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Discussion Starter · #1 ·
I have 2 hives set up - these are nucs moved from 5 frame nuc boxes into 10 frame mediums.

Both hives have boardman feeders and I'd like to remove them now. Bare with me because I'm pretty sure all of this would only make sense to fellow Beeks.

My entrance reducers are on the largest opening, it's this one here from Mann Lake.

But my boardman feeders are in that opening meaning the actual opening into the hive is about 1.5 inches. Pretty small.

So, if I remove the feeders today...do I flip over the reducers so the bees have the small entrance? Or do I give them the full 4 inch opening without the feeder in the way? I don't have a robbing issue at the moment, but my nucs have only been here a week and half so I'm worried about too big of an opening being hard to defend.

Thanks for any help!
 

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You won't be unable to change it if you start with the smaller size opening...right? Try it...your instincts and what you've learned from reading seem 'on the money'. When the colony gets bigger, it'll be appropriate to give them a larger opening.
 

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If you can't achieve the opening you want given the setup, one approach would be to cut lengths of scrap wood to be laid in front of the entrance. Voila, custom entrance size. With two pieces, you can put the reduced entrance anywhere you would like.
 

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For what it's worth, I have 1 3/4 openings on six frame NUCs. It gives them more than adequate space to come and go, easy enough to defend from robbers, and provides adequate ventilation.
 

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OR....you could convert your boardman feeders into water sources. Wash out the sugar syrup traces. Fill with water. Leave them right where they are. Your bees will never need to go searching to find a birdbath or swimming pool. Your entrances remain the size that's currently working for you, the bees have water, no neighbors complain about being buzzed by your bees at poolside. Win-Win.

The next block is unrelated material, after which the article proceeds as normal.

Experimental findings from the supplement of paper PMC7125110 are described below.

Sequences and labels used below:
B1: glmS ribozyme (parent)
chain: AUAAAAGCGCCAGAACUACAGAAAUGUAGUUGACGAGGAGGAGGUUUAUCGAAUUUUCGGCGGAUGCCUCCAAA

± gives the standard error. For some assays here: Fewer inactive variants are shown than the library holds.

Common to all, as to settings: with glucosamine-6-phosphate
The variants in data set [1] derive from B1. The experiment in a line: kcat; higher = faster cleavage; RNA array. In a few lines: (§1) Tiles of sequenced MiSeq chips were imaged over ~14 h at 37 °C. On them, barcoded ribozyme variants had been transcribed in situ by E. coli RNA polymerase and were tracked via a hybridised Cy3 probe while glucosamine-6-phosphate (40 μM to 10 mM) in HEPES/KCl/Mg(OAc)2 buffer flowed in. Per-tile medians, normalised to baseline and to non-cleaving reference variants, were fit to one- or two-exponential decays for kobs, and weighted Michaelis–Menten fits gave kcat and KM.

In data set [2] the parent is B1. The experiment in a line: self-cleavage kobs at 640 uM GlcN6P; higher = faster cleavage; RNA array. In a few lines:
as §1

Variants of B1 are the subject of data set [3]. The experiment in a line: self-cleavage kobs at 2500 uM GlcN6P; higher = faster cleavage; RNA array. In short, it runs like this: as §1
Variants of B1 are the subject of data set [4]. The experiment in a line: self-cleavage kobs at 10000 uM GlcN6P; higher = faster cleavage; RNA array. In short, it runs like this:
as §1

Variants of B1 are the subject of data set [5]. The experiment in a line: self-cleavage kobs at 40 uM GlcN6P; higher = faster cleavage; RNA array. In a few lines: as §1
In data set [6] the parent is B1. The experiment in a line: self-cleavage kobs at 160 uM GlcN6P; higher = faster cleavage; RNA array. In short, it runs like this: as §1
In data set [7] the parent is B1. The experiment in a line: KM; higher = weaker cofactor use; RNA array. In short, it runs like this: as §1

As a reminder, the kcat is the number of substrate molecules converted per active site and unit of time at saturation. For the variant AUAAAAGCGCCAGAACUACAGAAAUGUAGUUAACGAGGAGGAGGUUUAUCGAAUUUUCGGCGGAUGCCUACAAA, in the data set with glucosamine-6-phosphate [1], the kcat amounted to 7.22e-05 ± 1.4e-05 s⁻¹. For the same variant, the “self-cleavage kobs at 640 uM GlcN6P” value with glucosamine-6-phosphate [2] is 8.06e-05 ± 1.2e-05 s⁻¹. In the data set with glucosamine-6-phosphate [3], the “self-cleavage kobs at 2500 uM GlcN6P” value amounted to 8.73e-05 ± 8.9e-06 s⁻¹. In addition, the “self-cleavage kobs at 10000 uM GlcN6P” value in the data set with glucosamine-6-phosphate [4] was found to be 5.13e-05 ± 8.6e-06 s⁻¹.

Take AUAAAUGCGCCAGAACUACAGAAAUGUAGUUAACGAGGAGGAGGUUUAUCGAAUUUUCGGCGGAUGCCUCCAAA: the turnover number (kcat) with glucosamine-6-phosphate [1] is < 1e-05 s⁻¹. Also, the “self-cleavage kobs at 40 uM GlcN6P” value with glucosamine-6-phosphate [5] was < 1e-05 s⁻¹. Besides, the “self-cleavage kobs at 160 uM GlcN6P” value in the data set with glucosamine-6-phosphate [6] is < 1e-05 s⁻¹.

:D

Rusty
 

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Discussion Starter · #6 ·
I doubted whether or not I was going to remove the darn feeder so many times that I ended up upturning the mason jar on the inner cover over the hole in the center, placing a super on top of that to protect it, and being done with it. An alternative to the feeder idea on scientificbeekeeping only I didn't have to cut my own board by using the inner cover. I'm sure I've seen someone else do that anyway...I digress...Out of sight, out of mind, right? Oh internet, how you help uneasy Newbs publicize their indecisiveness.

On another note, I'm totally using the entrance bases to supply water! Quick, someone give Rusty a cookie. Great idea.
 

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I doubted whether or not I was going to remove the darn feeder so many times that I ended up upturning the mason jar on the inner cover over the hole in the center, placing a super on top of that to protect it, and being done with it. An alternative to the feeder idea on scientificbeekeeping only I didn't have to cut my own board by using the inner cover. I'm sure I've seen someone else do that anyway...I digress...Out of sight, out of mind, right? Oh internet, how you help uneasy Newbs publicize their indecisiveness.

On another note, I'm totally using the entrance bases to supply water! Quick, someone give Rusty a cookie. Great idea.
Does it cover the whole inner cover hole or are you giving them a nice place to build some of the drone comb they've been wanting to build. :)
 

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Discussion Starter · #9 ·
There is a little bit of space there where they can get through the opening. I know they'll build on it. But both colonies get through a jar in 2-3 days, so each time I refil I'll scape everything clean. I still like it more than the jars outside!
 

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I haven't had or used an entrance reducer for, at least several decades. They're probably good for something - maybe to help start the barbecue grill. No, really, they're probably a handy tool - if and when they're truly needed. I just haven't needed any for as long as I can remember.

I do remember they and those entrance feeders came with my first two beehives (which were beginner kits), when I was 9 or 10 years old. I did use them, then.
 

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I started my first hive this year from a package. After the first round of capped brood started hatching and I felt my numbers were climbing I removed my entrance feeder and left the opening as is, so I went from about an inch to about 4 - 4.5 inches. So far so good. I had stopped feeding after the first couple weeks and just left the empty jar in the feeder so if it rained it would not run water into the hive.
 
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